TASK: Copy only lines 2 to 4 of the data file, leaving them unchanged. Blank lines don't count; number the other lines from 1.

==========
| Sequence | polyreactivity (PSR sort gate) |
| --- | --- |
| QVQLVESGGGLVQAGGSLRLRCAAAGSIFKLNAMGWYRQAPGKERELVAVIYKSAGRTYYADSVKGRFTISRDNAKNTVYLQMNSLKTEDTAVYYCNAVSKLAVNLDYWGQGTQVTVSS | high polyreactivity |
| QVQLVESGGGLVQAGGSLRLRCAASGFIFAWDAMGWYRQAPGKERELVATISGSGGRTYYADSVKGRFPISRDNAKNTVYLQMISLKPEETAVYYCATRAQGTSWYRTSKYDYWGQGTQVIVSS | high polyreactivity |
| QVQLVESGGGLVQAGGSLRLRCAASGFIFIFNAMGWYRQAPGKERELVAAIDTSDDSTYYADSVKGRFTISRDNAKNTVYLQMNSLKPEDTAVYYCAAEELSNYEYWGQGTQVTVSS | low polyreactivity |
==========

| --- | --- |
| QVQLVESGGGLVQAGGSLRLRCAAAGSIFKLNAMGWYRQAPGKERELVAVIYKSAGRTYYADSVKGRFTISRDNAKNTVYLQMNSLKTEDTAVYYCNAVSKLAVNLDYWGQGTQVTVSS | high polyreactivity |
| QVQLVESGGGLVQAGGSLRLRCAASGFIFAWDAMGWYRQAPGKERELVATISGSGGRTYYADSVKGRFPISRDNAKNTVYLQMISLKPEETAVYYCATRAQGTSWYRTSKYDYWGQGTQVIVSS | high polyreactivity |